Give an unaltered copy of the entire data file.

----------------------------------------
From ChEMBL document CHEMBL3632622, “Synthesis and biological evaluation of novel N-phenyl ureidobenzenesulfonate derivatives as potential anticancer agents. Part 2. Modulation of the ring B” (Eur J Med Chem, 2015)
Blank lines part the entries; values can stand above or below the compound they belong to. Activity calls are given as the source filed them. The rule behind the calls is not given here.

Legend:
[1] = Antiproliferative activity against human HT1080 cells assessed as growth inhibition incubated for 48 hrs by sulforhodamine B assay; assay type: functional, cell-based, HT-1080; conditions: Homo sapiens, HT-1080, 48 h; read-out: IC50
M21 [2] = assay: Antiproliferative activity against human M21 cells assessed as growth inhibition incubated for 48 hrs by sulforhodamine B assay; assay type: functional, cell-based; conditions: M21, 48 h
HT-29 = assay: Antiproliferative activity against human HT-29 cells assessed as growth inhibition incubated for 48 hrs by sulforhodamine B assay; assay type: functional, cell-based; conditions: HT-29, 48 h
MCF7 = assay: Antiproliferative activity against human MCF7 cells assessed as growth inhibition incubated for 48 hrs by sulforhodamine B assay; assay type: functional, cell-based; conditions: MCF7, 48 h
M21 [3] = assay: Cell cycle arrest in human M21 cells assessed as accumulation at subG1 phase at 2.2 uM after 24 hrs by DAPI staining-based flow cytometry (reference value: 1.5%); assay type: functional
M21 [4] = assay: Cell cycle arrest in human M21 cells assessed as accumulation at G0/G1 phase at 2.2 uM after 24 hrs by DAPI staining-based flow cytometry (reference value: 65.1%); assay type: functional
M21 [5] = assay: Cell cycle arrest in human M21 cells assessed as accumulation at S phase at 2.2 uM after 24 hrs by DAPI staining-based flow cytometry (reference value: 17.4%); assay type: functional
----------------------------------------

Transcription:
From ChEMBL document CHEMBL3632622, “Synthesis and biological evaluation of novel N-phenyl ureidobenzenesulfonate derivatives as potential anticancer agents. Part 2. Modulation of the ring B” (Eur J Med Chem, 2015)
Blank lines part the entries; values can stand above or below the compound they belong to. Activity calls are given as the source filed them. The rule behind the calls is not given here.

Legend:
[1] = Antiproliferative activity against human HT1080 cells assessed as growth inhibition incubated for 48 hrs by sulforhodamine B assay; assay type: functional, cell-based, HT-1080; conditions: Homo sapiens, HT-1080, 48 h; read-out: IC50
M21 [2] = assay: Antiproliferative activity against human M21 cells assessed as growth inhibition incubated for 48 hrs by sulforhodamine B assay; assay type: functional, cell-based; conditions: M21, 48 h
HT-29 = assay: Antiproliferative activity against human HT-29 cells assessed as growth inhibition incubated for 48 hrs by sulforhodamine B assay; assay type: functional, cell-based; conditions: HT-29, 48 h
MCF7 = assay: Antiproliferative activity against human MCF7 cells assessed as growth inhibition incubated for 48 hrs by sulforhodamine B assay; assay type: functional, cell-based; conditions: MCF7, 48 h
M21 [3] = assay: Cell cycle arrest in human M21 cells assessed as accumulation at subG1 phase at 2.2 uM after 24 hrs by DAPI staining-based flow cytometry (reference value: 1.5%); assay type: functional
M21 [4] = assay: Cell cycle arrest in human M21 cells assessed as accumulation at G0/G1 phase at 2.2 uM after 24 hrs by DAPI staining-based flow cytometry (reference value: 65.1%); assay type: functional
M21 [5] = assay: Cell cycle arrest in human M21 cells assessed as accumulation at S phase at 2.2 uM after 24 hrs by DAPI staining-based flow cytometry (reference value: 17.4%); assay type: functional